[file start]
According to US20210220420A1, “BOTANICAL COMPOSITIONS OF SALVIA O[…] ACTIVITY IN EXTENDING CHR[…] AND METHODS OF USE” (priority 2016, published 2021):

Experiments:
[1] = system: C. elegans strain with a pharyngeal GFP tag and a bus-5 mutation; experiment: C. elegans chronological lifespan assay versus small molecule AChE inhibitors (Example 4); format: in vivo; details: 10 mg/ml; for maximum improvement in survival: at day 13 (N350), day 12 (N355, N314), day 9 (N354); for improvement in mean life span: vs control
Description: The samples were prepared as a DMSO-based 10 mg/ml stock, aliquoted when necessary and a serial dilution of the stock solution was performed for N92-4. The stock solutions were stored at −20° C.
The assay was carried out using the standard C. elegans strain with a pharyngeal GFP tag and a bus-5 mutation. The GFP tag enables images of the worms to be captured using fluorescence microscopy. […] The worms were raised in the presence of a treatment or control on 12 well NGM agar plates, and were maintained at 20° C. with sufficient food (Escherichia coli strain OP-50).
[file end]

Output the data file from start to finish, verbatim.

According to US20210220420A1, “BOTANICAL COMPOSITIONS OF SALVIA O[…] ACTIVITY IN EXTENDING CHR[…] AND METHODS OF USE” (priority 2016, published 2021):

Experiments:
[1] = system: C. elegans strain with a pharyngeal GFP tag and a bus-5 mutation; experiment: C. elegans chronological lifespan assay versus small molecule AChE inhibitors (Example 4); format: in vivo; details: 10 mg/ml; for maximum improvement in survival: at day 13 (N350), day 12 (N355, N314), day 9 (N354); for improvement in mean life span: vs control
Description: The samples were prepared as a DMSO-based 10 mg/ml stock, aliquoted when necessary and a serial dilution of the stock solution was performed for N92-4. The stock solutions were stored at −20° C.
The assay was carried out using the standard C. elegans strain with a pharyngeal GFP tag and a bus-5 mutation. The GFP tag enables images of the worms to be captured using fluorescence microscopy. […] The worms were raised in the presence of a treatment or control on 12 well NGM agar plates, and were maintained at 20° C. with sufficient food (Escherichia coli strain OP-50).